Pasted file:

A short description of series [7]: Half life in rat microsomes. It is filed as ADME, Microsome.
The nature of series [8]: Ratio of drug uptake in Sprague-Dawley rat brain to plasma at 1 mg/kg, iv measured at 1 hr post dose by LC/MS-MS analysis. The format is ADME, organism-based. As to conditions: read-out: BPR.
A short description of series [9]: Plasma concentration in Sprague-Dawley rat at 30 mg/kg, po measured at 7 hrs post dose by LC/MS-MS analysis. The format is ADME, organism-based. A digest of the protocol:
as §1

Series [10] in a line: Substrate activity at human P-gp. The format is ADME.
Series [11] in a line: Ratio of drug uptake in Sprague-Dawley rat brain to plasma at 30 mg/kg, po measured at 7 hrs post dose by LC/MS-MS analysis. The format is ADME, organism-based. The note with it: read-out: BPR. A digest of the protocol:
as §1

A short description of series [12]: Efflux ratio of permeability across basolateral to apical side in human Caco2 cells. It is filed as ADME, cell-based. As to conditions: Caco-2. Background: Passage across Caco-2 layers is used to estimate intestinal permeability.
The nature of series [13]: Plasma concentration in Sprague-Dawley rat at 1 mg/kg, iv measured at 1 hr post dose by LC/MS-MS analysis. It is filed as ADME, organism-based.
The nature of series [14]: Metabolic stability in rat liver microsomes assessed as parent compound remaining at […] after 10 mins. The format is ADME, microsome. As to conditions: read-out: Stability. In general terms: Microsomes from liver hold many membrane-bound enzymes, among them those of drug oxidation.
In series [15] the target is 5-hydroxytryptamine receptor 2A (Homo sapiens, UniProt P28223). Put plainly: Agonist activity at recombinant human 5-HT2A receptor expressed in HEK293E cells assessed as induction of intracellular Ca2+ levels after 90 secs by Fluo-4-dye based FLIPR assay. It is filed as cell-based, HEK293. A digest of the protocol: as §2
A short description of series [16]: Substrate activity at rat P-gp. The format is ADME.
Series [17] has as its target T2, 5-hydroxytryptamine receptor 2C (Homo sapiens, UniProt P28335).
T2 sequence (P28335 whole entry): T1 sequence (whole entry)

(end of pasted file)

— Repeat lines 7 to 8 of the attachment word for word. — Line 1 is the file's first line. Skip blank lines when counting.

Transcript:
as §1

A short description of series [12]: Efflux ratio of permeability across basolateral to apical side in human Caco2 cells. It is filed as ADME, cell-based. As to conditions: Caco-2. Background: Passage across Caco-2 layers is used to estimate intestinal permeability.